To learn more about this versatile — and sometimes misunderstood — component of a great cocktail we talked to Nate Beske, bar manager at the Hewing Hotel in Minneapolis, Minnesota. Beske grew up in northern Wisconsin, where the muddled orange and cherry Old-Fashioned with a topper of Squirt was the drink of choice.
Bitters, according to Beske, are high-proof spirits infused with fruits, herbs, spices and botanicals used to flavor cocktails. They're usually named for the ingredient responsible for the principal taste — think orange bitters and peach bitters. The alcoholic strength varies but is generally about 40 percent by volume.
There are two types of bitters: digestive bitters and cocktail bitters. When you drink digestive bitters, they help you digest your food, hence the name. These are more popular in Europe than North America, and they're typically sipped straight or on the rocks after a meal. Some of the most common digestive bitters include:
Cocktail bitters, on the other hand, are those mixed in cocktails. The flavors are much more concentrated than digestifs so they're rarely served straight. Some of the best cocktail bitters include:
The Bitter Truth
For anyone just getting into mixology or interested in learning about "starter bitters," Beske says angostura is a given. Angostura bitters are the original aromatic bitters and the oldest bitters brand. They were the leaders when the cocktail industry essentially launched in the early 1800s. And it's not just that; angostura bitters are required for classic cocktails like the Manhattan and the Old-Fashioned.
Montgomery agrees and also suggests angostura as a good bitter to start learning with.
"I would start with angostura bitters as they are amongst the oldest, most traditional, and most often called for in classic cocktail recipes, but definitely experiment with others," she says.
"Cherry bark vanilla bitters is the way to go if I want to turn someone on to gin or a good whiskey sour," Beske says. "Hands down, it's the best bitters ever."
Why Use Bitters?
Bitters are designed to add complexity and depth to cocktails. Aromatic bitters, for instance, are those flavored with herbs, spices and barks, giving them strong aromas. Citrus bitters are high-proof alcohols infused with the peels of citrus fruits. Orange bitters are the most popular. Herbal bitters can add flavors and aromas like thyme, lavender and tarragon.
As far as using bitters in day-to-day bartending, Beske says he prefers the Bittercube brand.
"For instance, in our Moscow Mule, we use Jamaican No. 1, which has flavor profiles of ginger which is the base flavor of the Mule," he says. "Not only does it just impart ginger, but it also offers black pepper and citrus to the cocktail, making for a superior drink."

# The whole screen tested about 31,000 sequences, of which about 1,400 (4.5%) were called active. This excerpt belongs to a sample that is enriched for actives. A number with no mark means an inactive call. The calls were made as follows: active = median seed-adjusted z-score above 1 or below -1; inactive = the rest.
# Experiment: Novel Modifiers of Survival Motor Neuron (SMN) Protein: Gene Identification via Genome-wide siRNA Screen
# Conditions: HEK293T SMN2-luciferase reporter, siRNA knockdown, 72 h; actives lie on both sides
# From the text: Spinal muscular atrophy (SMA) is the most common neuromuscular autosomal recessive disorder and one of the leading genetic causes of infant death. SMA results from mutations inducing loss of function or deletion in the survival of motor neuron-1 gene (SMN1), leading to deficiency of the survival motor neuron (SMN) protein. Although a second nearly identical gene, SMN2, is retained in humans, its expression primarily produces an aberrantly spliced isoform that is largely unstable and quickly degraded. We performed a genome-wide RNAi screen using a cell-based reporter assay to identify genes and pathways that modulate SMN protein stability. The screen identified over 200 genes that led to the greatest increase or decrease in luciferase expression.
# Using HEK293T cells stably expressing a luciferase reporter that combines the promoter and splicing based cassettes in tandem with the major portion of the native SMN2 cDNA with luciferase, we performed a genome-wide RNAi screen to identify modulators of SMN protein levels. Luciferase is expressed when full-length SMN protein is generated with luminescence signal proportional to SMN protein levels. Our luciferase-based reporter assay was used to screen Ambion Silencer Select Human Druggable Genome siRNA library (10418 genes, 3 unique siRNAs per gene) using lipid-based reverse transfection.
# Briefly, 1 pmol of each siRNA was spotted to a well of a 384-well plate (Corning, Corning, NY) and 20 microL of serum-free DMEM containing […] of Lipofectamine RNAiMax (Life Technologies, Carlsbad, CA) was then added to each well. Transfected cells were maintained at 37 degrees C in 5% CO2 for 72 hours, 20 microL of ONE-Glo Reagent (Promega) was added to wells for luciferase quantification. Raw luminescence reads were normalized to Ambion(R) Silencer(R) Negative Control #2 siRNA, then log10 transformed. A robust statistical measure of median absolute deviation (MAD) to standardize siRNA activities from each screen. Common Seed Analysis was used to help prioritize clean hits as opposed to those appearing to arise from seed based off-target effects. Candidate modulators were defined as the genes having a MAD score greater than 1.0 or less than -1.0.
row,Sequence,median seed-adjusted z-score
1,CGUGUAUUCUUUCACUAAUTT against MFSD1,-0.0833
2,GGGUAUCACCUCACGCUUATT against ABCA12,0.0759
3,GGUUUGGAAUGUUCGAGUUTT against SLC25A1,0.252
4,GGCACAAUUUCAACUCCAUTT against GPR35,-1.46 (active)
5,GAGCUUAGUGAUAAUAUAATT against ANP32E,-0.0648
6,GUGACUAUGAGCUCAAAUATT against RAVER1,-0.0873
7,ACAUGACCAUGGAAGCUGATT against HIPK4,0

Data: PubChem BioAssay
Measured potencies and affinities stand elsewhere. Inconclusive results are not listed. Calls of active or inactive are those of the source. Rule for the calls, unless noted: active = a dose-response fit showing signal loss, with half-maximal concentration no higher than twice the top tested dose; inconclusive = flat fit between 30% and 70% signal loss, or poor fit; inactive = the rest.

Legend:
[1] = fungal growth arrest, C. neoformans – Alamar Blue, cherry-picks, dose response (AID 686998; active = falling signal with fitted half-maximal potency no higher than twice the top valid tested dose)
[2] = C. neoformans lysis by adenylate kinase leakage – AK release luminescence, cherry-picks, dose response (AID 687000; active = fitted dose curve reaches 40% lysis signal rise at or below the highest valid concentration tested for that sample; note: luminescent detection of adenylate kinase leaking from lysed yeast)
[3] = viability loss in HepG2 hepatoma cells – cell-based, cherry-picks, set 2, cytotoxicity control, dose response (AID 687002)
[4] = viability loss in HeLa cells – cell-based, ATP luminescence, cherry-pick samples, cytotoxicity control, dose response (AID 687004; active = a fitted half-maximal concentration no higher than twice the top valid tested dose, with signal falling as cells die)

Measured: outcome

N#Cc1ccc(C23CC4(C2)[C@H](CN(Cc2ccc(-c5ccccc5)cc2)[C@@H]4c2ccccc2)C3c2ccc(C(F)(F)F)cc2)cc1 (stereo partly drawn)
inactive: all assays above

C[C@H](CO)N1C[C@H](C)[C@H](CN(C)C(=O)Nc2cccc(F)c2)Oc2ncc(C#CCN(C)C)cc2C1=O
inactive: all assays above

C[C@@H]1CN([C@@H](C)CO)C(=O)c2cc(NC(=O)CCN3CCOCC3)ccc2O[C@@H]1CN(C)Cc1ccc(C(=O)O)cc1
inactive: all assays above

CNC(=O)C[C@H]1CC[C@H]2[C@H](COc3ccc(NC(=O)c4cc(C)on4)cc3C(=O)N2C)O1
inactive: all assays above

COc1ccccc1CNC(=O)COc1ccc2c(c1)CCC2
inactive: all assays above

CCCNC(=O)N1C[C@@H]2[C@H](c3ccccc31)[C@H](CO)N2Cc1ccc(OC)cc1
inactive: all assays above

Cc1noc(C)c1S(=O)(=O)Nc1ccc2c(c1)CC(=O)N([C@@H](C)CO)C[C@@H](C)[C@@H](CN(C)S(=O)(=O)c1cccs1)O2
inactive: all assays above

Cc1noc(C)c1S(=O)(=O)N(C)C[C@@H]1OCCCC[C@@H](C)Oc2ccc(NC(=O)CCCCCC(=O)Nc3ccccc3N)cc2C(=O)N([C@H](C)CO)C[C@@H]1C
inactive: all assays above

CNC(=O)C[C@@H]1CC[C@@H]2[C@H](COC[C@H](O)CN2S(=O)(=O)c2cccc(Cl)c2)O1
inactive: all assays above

In fact, the Hewing (and any good mixologist) uses bitters in most of its cocktails. Beske says the flavors push their cocktail program to a higher level. The hotel sells 300 to 400 classic Old-Fashioneds, every weekend.
"We have our own custom blend of bitters from Bittercube (orange bitters, cherry bark vanilla bitters and root beer bitters)," he says. "Those mixed with Piloncillo sugar and our custom blend of Knob Creek and Maker's Mark whiskeys is why people can't stop ordering the Old-Fashioned."
But there are more ways than adding a few dashes of angostura bitters to an Old-Fashioned to have fun with bitters. "I personally love a Vieux Carré. The delicate blend of rye, cognac, vermouth, Benedictine, Peychauds and angostura bitters is magical and with a kiss of lemon oils on top, consider it done," Beske says. "This is also my favorite drink to make. It feels like I'm cooking comfort food for someone because it's a drink that hugs you from first sip to finish."
Overall, the mixologist and longtime barkeep wants to demystify bitters. "Don't be afraid of bitters," Beske says. "When adding them to cocktails, [they're] not bitter, but add a level of balanced sweet and dryness."
And while a little goes a long way, don't short yourself on bitters. At-home cocktail enthusiasts shouldn't be intimidated by the flavoring. Instead, take Beske's pro tip to heart: "Don't just throw in a few drops; hold your bitters bottle and go from 12 o'clock to 6 o'clock with the bottle and dash with confidence."
Now That's Interesting
Angostura's oversized label initially began as a mistake when the family business entered a contest in the late 19th century. One brother designed a new bottle for the competition while the other brother designed a new label. The two never discussed the new bottle's size. The label turned out to be too large for the new bottle, but they entered the contest anyway, oversized label and all. They lost the competition, but kept the oversized label after a judge told them the bottle would always stand out. And the rest is history.
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